Am I the only one these days that can’t help but feel like everyone around me is phony? I’m sure I sound a lot like Holden Caulfield of the Catcher in the Rye fame, and I’m aware there is a certain level of judgement involved in saying such things, but it just seems most people would rather ‘fake it till you make it’ as opposed to ‘come as you are’. There are even so many facets of life that promote some levels of fakeness: wearing uniforms to a job or school, conducting yourself a certain way for an interview or first date, the buying of material things in a vain attempt to impress those around you. Where does all this social pressure come from? The answer to that question is pretty darn complex, but I believe there is one thing that plays a big role.
We are all at war, and no I’m not talking about with ISIS. Or Iraq. Or drugs, guns and child eating alligators (too soon?). Or the countless of other wars the U.S. just loves to declare on anything and everything. The war I’m talking about is all of our individual wars on advertising. There is a perpetual battle we fight everyday as we try like hell to weather the storm of life and the constant bombardment of ads and commercials we are exposed to on a daily basis.
Jay Walker-Smith, president of the Yankelovich marketing firm, talked to CBS News back in 2006 about how, “we’ve gone from being exposed to about 500 ads a day back in the 1970’s to as many as 5,000 a day today.” He then went on to say, “It seems like the goal of most marketers and advertisers nowadays is to cover every blank space with some kind of brand logo or a promotion or an advertisement.” In her infamous book No Logo writer Naomi Klein expands on this idea in the chapter called No Space. She details various ways corporations and branding giants invade all space of the American life from Time Square billboards to ads on college campuses.
There is literally no escaping it. If you are of the 99% of Americans that own a TV , then you probably watch on average about 5 hours a day (more if your black, less if you’re Hispanic or Asian) which will come out to around 9 years of you wasting away in front of an idiot box over the course of your lifetime. But let’s say you decide to get off the couch to step outside for some fresh air. If you happen to live in or near a city, the amount of ads you’re exposed to can be worse than watching TV all day. Everything from buses to the side of buildings are smothered in ads. It’s like a horde of zombies ravenous for brains, but instead of the walkers from the old Romero films, they sprint like Olympic gold medalists. And at the end of the day, when you’re laying in the grass with your significant other stargazing, you might just see a big Russian rocket ship with the Pizza Hut logo on the side. Now instead of thinking “this is so romantic”, you’ll probably think “I could totally go for some stuffed crust.” That’s right kids, not even space is safe.
It’s extremely hard out here for a pimp with all these ads telling you how to think, how to feel, what you should look like and what you should be doing with all of your precious time and money. “Buy this car and you will surely get all the ladies!” “Take these weight-loss pills that aren’t FDA approved so your body can be ‘beach ready’ by the summer!” Buy now! For a limited time only! Just 10 easy payments of $99.99 and possibly the remains of your withering soul. Can’t afford it now? Sign up for our credit rewards card! Or sell your children off to slavery! We don’t care how you do it, as long as you think less and consume more.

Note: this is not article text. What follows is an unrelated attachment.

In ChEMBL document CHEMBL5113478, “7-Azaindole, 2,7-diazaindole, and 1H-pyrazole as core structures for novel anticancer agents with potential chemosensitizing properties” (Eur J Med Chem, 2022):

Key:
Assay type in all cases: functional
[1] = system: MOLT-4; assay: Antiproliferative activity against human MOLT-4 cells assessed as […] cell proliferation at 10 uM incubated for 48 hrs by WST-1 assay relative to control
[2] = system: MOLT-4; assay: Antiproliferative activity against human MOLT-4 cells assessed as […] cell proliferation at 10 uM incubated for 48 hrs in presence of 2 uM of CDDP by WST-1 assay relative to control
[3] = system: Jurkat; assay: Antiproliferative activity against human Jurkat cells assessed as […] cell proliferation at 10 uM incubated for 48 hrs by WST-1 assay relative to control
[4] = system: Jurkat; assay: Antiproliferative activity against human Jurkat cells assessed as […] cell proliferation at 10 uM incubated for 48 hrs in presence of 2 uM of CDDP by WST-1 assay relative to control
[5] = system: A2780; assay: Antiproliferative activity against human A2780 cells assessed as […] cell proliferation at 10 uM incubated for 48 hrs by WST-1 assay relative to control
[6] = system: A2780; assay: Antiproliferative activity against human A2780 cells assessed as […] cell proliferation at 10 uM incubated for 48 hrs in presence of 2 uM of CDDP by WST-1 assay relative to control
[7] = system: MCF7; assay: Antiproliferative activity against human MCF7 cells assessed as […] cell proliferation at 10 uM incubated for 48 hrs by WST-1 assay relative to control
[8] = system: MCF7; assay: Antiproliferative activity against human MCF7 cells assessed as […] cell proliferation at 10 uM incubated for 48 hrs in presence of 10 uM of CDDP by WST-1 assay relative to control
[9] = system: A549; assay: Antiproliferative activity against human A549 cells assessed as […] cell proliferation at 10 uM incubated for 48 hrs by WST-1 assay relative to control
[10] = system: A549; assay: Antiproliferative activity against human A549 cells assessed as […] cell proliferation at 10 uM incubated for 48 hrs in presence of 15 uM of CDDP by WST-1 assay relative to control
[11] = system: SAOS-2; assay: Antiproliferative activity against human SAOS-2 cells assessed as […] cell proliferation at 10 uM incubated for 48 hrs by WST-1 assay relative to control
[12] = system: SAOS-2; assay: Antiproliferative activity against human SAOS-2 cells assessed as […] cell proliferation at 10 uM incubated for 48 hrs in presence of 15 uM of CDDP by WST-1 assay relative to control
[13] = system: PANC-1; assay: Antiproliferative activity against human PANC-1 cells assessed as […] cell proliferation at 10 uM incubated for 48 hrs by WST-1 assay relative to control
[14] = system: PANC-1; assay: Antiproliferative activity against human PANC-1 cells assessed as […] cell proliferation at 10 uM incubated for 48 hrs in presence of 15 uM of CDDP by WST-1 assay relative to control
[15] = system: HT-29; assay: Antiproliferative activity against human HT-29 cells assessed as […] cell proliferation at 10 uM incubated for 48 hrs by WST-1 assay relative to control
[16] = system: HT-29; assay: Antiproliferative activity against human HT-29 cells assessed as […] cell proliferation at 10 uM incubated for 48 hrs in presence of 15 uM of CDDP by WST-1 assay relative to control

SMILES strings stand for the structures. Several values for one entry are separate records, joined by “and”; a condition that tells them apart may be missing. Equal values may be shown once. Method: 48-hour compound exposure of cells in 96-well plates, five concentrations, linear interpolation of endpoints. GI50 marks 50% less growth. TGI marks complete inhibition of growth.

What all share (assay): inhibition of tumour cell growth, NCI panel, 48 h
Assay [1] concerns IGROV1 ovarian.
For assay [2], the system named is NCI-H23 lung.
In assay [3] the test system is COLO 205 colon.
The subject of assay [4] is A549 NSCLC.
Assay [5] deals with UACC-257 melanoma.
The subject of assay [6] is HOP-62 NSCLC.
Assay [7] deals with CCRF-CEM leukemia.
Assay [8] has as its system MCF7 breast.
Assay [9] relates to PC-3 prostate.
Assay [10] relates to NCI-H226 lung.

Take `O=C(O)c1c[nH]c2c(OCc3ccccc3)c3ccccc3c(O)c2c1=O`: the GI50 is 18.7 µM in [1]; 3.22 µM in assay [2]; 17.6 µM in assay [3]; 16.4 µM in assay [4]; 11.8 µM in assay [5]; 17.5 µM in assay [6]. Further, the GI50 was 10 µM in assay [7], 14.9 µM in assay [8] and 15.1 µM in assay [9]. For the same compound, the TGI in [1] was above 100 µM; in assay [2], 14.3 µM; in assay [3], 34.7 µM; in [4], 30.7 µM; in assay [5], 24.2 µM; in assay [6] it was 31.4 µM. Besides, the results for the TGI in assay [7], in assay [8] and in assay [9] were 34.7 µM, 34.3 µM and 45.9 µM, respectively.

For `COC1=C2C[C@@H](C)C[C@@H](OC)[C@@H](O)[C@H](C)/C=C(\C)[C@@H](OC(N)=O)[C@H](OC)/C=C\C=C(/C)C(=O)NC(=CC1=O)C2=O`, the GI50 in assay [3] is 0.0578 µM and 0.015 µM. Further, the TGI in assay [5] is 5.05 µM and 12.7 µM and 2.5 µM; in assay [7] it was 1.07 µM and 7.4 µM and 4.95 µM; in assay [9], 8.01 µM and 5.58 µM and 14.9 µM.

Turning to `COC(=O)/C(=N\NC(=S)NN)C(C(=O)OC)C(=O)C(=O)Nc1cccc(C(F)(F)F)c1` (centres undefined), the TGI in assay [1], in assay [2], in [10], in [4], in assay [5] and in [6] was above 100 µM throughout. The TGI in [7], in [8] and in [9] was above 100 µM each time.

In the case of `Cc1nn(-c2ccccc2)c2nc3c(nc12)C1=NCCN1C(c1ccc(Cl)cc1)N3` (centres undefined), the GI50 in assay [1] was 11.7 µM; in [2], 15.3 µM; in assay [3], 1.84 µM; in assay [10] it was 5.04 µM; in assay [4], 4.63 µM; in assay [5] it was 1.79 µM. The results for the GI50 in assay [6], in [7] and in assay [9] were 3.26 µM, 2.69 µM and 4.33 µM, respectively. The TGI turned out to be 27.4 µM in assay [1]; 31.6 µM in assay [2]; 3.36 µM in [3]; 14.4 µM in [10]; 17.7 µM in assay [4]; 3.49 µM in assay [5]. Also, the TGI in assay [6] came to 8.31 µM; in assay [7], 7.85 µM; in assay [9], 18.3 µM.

So what do we do? How do we fight such a relentless enemy? Well the unfortunate reality is that entirely cutting advertising out of your life is only possible if you are willing to live in a cabin in the woods like the unibomber. Advertising and consumer culture have become as American as baseball, obesity and bombing countries full of brown people. But the good news is that being conscience of its subtle influence and kung-fu death grip on our society is half the battle.
While the battle for space might be lost, the real war is the battle for your mind. Look in the mirror and ask yourself: Am I winning the war? How much of what I do, what I’m about and what I stand for is determined by external influences as opposed to what I truly want? Is my confidence and self-image dependent on others and the media portrayal of what I should be? While everyone, including me, is quick to jump at the media for photoshopping models or skewing reality to push products, the fact is that WE are the guilty ones. We buy into it. We obsess over People and Us Weekly. We put celebrities on ridiculous pedestals. We continue to eat up the slop they feed us, so why wouldn’t they want to continue doing so? There is no nefarious group of men in suits who decide what should be hot and what shouldn’t. Instead, they rely on focus testing groups, surveys and last years profits to help decide that for them. But if by some unexplainable social phenomenon we all stopped buying into it the industry would be forced to sing a different tune. So real change begins with us, on an individual level.
I’ll leave you with this pearl of wisdom from the legend himself, Tyler Durden : “We’re consumers. We are the byproducts of a lifestyle obsession. Murder, crime, poverty—these things don’t concern me. What concerns me are celebrity magazines, television with 500 channels, some guy’s name on my underwear. Rogaine, Viagra, Olestra…fuck Martha Stewart. Martha’s polishing the brass on the Titanic. It’s all going down, man. So fuck off with your sofa units and strine green stripe patterns. I say never be complete, I say stop being perfect, I say let’s evolve—let the chips fall where they may.”